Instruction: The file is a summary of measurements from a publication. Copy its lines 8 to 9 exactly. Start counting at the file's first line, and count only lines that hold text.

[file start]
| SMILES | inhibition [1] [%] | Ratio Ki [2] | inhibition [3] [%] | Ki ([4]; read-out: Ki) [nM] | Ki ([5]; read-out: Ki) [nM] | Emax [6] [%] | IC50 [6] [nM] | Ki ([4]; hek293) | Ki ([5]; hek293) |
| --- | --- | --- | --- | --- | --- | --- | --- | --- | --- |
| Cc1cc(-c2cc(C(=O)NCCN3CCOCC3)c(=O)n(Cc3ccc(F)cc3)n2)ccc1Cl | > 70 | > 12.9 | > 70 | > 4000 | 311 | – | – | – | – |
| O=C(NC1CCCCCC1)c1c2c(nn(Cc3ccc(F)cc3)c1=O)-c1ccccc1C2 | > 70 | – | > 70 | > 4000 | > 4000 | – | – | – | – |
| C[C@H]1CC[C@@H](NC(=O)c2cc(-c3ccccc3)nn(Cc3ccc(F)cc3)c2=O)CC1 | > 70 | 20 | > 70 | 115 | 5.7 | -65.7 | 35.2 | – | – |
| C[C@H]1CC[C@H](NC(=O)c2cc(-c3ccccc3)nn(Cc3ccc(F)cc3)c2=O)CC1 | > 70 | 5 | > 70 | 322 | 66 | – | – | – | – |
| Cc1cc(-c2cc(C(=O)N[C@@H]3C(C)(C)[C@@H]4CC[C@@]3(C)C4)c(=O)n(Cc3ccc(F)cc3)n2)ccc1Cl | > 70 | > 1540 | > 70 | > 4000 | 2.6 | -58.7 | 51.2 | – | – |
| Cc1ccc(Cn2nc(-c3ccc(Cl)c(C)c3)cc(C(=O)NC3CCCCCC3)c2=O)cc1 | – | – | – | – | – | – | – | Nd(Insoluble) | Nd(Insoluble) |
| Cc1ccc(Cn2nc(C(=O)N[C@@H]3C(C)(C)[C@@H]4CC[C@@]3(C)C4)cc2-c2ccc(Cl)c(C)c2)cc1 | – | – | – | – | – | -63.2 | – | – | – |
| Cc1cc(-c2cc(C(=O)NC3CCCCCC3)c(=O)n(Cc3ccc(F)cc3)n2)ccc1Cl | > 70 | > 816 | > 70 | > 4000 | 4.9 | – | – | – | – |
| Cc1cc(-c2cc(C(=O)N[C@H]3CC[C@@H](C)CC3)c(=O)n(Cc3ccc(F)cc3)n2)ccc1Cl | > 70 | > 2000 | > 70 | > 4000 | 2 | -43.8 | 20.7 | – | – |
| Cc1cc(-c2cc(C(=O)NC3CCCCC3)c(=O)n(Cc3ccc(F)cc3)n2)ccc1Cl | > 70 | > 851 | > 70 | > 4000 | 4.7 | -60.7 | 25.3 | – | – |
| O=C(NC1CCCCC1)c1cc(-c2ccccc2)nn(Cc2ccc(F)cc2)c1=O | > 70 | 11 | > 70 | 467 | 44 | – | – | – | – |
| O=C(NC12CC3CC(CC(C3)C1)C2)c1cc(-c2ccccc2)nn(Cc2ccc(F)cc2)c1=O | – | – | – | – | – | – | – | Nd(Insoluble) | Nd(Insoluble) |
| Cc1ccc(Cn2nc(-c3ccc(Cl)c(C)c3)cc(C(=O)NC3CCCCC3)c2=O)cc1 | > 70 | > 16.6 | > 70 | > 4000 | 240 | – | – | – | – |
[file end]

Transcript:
| Cc1ccc(Cn2nc(-c3ccc(Cl)c(C)c3)cc(C(=O)NC3CCCCCC3)c2=O)cc1 | – | – | – | – | – | – | – | Nd(Insoluble) | Nd(Insoluble) |
| Cc1ccc(Cn2nc(C(=O)N[C@@H]3C(C)(C)[C@@H]4CC[C@@]3(C)C4)cc2-c2ccc(Cl)c(C)c2)cc1 | – | – | – | – | – | -63.2 | – | – | – |